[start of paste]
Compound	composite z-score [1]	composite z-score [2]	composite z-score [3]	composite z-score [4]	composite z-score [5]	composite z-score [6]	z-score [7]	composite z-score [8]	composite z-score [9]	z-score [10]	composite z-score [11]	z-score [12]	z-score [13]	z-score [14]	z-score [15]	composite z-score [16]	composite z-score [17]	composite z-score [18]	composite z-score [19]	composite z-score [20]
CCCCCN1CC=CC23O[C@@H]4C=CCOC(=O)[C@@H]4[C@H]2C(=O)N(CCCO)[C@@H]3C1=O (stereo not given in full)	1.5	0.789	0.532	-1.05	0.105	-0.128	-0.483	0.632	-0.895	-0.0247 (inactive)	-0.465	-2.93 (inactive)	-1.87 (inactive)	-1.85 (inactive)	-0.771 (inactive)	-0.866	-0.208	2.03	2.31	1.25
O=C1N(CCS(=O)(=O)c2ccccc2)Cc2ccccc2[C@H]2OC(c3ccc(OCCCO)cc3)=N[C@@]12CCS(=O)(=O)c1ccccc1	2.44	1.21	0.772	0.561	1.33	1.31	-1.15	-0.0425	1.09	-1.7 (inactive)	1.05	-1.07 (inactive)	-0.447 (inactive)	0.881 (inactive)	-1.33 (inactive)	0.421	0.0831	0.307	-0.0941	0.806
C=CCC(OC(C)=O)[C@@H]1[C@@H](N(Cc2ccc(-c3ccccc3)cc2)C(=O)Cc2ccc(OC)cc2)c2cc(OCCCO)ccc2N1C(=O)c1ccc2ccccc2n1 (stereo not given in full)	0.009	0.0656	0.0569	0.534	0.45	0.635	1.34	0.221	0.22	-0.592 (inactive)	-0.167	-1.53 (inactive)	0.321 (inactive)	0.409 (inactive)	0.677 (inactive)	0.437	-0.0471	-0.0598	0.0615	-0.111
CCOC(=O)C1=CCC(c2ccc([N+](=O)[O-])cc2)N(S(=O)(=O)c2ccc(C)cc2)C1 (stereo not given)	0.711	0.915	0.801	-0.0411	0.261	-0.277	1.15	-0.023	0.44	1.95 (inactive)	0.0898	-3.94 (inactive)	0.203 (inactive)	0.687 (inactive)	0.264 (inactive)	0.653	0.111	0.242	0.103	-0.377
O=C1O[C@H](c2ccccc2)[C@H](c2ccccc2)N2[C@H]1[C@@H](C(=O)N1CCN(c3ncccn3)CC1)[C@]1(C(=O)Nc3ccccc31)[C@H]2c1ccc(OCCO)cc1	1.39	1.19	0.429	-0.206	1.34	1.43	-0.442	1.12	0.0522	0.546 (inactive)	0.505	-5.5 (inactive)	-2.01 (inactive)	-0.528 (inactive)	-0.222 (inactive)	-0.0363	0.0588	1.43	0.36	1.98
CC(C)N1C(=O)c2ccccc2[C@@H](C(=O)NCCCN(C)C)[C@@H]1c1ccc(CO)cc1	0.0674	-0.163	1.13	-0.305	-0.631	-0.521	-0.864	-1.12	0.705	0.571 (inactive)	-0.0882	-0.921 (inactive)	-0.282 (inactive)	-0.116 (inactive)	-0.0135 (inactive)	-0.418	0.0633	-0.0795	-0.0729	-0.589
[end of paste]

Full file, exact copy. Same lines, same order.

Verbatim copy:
Compound	composite z-score [1]	composite z-score [2]	composite z-score [3]	composite z-score [4]	composite z-score [5]	composite z-score [6]	z-score [7]	composite z-score [8]	composite z-score [9]	z-score [10]	composite z-score [11]	z-score [12]	z-score [13]	z-score [14]	z-score [15]	composite z-score [16]	composite z-score [17]	composite z-score [18]	composite z-score [19]	composite z-score [20]
CCCCCN1CC=CC23O[C@@H]4C=CCOC(=O)[C@@H]4[C@H]2C(=O)N(CCCO)[C@@H]3C1=O (stereo not given in full)	1.5	0.789	0.532	-1.05	0.105	-0.128	-0.483	0.632	-0.895	-0.0247 (inactive)	-0.465	-2.93 (inactive)	-1.87 (inactive)	-1.85 (inactive)	-0.771 (inactive)	-0.866	-0.208	2.03	2.31	1.25
O=C1N(CCS(=O)(=O)c2ccccc2)Cc2ccccc2[C@H]2OC(c3ccc(OCCCO)cc3)=N[C@@]12CCS(=O)(=O)c1ccccc1	2.44	1.21	0.772	0.561	1.33	1.31	-1.15	-0.0425	1.09	-1.7 (inactive)	1.05	-1.07 (inactive)	-0.447 (inactive)	0.881 (inactive)	-1.33 (inactive)	0.421	0.0831	0.307	-0.0941	0.806
C=CCC(OC(C)=O)[C@@H]1[C@@H](N(Cc2ccc(-c3ccccc3)cc2)C(=O)Cc2ccc(OC)cc2)c2cc(OCCCO)ccc2N1C(=O)c1ccc2ccccc2n1 (stereo not given in full)	0.009	0.0656	0.0569	0.534	0.45	0.635	1.34	0.221	0.22	-0.592 (inactive)	-0.167	-1.53 (inactive)	0.321 (inactive)	0.409 (inactive)	0.677 (inactive)	0.437	-0.0471	-0.0598	0.0615	-0.111
CCOC(=O)C1=CCC(c2ccc([N+](=O)[O-])cc2)N(S(=O)(=O)c2ccc(C)cc2)C1 (stereo not given)	0.711	0.915	0.801	-0.0411	0.261	-0.277	1.15	-0.023	0.44	1.95 (inactive)	0.0898	-3.94 (inactive)	0.203 (inactive)	0.687 (inactive)	0.264 (inactive)	0.653	0.111	0.242	0.103	-0.377
O=C1O[C@H](c2ccccc2)[C@H](c2ccccc2)N2[C@H]1[C@@H](C(=O)N1CCN(c3ncccn3)CC1)[C@]1(C(=O)Nc3ccccc31)[C@H]2c1ccc(OCCO)cc1	1.39	1.19	0.429	-0.206	1.34	1.43	-0.442	1.12	0.0522	0.546 (inactive)	0.505	-5.5 (inactive)	-2.01 (inactive)	-0.528 (inactive)	-0.222 (inactive)	-0.0363	0.0588	1.43	0.36	1.98
CC(C)N1C(=O)c2ccccc2[C@@H](C(=O)NCCCN(C)C)[C@@H]1c1ccc(CO)cc1	0.0674	-0.163	1.13	-0.305	-0.631	-0.521	-0.864	-1.12	0.705	0.571 (inactive)	-0.0882	-0.921 (inactive)	-0.282 (inactive)	-0.116 (inactive)	-0.0135 (inactive)	-0.418	0.0633	-0.0795	-0.0729	-0.589